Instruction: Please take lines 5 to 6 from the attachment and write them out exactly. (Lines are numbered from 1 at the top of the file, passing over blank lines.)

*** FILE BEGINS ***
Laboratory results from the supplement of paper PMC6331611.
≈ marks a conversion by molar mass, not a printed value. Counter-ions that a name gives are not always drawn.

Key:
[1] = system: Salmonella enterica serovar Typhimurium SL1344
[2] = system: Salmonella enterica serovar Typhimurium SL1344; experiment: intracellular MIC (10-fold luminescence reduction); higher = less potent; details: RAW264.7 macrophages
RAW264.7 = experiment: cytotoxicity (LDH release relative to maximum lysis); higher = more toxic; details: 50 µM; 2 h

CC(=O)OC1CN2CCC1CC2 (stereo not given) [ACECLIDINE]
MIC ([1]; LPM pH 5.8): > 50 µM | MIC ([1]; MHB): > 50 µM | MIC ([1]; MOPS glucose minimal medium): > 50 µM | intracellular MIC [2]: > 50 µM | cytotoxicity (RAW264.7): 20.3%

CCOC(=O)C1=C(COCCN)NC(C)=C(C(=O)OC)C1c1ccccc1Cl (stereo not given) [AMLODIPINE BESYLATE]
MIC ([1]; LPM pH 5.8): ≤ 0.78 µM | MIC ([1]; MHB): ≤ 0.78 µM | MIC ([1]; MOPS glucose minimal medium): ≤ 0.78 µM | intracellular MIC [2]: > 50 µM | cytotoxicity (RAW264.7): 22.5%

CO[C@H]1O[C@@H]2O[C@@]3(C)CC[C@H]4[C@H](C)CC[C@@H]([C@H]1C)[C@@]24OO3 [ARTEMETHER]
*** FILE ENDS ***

[2] = system: Salmonella enterica serovar Typhimurium SL1344; experiment: intracellular MIC (10-fold luminescence reduction); higher = less potent; details: RAW264.7 macrophages
RAW264.7 = experiment: cytotoxicity (LDH release relative to maximum lysis); higher = more toxic; details: 50 µM; 2 h